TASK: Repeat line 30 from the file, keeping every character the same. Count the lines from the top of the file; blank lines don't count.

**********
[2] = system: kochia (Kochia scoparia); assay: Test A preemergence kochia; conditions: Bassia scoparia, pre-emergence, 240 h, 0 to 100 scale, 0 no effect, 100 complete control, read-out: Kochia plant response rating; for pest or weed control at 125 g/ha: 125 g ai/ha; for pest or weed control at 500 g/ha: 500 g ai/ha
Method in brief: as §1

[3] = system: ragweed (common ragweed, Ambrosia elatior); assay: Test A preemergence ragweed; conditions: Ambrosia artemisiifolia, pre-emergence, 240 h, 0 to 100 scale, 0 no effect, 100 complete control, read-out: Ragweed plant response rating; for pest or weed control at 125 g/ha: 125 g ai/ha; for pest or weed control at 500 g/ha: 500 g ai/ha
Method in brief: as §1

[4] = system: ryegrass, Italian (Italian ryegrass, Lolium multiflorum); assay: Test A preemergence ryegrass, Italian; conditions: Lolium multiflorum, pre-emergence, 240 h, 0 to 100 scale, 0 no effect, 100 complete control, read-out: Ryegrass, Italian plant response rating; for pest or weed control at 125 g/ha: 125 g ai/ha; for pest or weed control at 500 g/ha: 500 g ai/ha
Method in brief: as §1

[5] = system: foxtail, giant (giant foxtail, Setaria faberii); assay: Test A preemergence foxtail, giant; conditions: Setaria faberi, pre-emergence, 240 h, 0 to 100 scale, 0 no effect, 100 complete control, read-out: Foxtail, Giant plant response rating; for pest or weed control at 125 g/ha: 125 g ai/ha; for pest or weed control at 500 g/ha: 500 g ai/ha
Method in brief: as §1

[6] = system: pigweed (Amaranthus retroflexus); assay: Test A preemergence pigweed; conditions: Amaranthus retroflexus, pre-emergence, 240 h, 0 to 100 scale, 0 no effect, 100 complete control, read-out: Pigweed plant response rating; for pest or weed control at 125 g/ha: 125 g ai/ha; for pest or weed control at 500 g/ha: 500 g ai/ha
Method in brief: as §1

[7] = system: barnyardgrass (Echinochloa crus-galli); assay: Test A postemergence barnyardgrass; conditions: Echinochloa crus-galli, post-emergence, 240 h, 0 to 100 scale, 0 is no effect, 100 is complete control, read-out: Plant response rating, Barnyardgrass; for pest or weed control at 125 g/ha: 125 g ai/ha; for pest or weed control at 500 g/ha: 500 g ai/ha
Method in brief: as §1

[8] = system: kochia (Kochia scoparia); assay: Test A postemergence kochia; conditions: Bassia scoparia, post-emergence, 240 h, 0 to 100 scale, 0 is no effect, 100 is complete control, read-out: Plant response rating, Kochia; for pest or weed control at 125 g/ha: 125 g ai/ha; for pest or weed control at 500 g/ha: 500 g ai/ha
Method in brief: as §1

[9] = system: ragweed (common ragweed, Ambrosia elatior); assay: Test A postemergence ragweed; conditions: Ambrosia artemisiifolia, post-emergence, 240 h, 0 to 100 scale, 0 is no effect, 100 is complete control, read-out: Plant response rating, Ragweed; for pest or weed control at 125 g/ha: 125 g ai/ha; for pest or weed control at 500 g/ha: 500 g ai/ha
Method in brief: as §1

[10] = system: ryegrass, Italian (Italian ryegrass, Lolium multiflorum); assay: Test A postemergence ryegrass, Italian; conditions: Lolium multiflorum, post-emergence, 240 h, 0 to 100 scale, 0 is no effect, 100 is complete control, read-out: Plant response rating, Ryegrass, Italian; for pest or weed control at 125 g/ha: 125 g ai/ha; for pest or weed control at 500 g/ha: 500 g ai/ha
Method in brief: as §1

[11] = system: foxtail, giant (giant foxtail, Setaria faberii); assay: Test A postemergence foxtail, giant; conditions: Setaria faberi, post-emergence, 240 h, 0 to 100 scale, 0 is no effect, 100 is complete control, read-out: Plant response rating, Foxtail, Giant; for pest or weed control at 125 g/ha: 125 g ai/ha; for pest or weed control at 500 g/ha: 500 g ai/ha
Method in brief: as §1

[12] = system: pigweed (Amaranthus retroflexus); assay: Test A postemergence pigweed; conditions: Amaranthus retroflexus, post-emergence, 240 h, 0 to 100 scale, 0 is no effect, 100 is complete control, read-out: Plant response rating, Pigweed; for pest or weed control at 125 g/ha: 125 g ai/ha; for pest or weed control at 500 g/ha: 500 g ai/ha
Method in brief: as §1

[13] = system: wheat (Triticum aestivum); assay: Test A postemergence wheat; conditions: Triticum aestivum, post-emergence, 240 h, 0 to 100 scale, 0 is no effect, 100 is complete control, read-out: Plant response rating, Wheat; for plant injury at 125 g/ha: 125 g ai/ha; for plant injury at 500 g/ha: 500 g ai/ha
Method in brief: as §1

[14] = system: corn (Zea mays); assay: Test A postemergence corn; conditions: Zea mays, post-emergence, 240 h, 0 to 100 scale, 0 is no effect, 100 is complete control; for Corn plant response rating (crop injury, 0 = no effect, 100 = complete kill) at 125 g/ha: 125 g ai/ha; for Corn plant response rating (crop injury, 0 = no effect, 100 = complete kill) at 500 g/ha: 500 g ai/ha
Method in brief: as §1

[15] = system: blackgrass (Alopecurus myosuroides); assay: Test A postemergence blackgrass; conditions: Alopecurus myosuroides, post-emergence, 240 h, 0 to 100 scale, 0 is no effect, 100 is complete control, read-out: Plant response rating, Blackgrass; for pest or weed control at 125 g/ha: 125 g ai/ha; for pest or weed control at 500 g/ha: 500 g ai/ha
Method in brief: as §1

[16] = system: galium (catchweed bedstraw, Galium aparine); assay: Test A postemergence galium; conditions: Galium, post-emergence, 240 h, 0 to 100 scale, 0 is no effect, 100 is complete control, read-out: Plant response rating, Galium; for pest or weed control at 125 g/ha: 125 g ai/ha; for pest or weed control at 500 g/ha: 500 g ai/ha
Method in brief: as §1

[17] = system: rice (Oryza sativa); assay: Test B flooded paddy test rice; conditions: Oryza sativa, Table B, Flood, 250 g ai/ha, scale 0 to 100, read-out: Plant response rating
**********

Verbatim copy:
Method in brief: as §1